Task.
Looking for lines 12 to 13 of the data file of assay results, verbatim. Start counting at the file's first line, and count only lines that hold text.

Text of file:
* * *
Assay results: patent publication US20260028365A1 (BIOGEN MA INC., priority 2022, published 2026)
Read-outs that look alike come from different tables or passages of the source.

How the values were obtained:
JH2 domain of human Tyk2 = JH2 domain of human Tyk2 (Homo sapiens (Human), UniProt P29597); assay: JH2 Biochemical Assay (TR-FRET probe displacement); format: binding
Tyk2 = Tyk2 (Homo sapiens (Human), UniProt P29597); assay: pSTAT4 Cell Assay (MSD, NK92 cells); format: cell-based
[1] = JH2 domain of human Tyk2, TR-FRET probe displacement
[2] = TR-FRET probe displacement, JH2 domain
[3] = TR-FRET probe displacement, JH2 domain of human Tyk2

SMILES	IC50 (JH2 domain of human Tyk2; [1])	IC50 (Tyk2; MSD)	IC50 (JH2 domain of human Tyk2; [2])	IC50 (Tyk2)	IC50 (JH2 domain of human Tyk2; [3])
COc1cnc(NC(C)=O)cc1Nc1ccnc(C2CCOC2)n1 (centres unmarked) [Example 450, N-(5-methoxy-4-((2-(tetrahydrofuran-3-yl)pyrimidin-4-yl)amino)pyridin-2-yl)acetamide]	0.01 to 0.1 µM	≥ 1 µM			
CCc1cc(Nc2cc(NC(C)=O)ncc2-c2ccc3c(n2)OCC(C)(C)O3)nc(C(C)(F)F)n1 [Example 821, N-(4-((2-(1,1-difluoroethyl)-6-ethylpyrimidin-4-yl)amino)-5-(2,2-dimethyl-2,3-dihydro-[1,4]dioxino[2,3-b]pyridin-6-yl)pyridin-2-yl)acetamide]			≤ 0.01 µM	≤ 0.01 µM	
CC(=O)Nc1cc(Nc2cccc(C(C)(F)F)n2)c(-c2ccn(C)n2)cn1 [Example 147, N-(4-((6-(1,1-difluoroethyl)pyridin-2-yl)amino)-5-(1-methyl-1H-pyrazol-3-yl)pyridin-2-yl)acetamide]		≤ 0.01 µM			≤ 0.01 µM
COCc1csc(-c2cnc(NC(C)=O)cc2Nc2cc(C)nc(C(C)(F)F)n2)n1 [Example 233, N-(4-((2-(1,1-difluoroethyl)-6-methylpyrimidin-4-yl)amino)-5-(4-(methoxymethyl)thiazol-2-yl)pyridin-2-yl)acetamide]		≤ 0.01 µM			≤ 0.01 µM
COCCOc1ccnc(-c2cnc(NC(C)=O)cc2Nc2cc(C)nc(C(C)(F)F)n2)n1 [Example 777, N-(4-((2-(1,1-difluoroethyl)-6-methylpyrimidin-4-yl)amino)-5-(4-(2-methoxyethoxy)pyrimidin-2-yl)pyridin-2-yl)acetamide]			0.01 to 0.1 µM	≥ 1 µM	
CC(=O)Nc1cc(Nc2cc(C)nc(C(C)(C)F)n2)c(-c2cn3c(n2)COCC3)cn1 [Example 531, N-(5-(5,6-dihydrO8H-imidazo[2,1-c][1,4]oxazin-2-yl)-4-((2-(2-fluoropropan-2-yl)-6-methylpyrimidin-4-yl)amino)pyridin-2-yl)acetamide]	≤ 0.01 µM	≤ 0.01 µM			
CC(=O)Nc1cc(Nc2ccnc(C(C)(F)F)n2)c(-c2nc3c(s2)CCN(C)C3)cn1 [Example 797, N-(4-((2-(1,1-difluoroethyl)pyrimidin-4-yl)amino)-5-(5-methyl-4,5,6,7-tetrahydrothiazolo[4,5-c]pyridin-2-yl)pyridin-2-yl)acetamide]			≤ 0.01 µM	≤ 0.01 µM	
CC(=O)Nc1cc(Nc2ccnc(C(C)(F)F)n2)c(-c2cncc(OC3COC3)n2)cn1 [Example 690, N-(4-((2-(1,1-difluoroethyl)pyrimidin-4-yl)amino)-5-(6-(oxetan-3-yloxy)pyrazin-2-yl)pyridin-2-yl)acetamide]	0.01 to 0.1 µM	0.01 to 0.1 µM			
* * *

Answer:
CC(=O)Nc1cc(Nc2cccc(C(C)(F)F)n2)c(-c2ccn(C)n2)cn1 [Example 147, N-(4-((6-(1,1-difluoroethyl)pyridin-2-yl)amino)-5-(1-methyl-1H-pyrazol-3-yl)pyridin-2-yl)acetamide]		≤ 0.01 µM			≤ 0.01 µM
COCc1csc(-c2cnc(NC(C)=O)cc2Nc2cc(C)nc(C(C)(F)F)n2)n1 [Example 233, N-(4-((2-(1,1-difluoroethyl)-6-methylpyrimidin-4-yl)amino)-5-(4-(methoxymethyl)thiazol-2-yl)pyridin-2-yl)acetamide]		≤ 0.01 µM			≤ 0.01 µM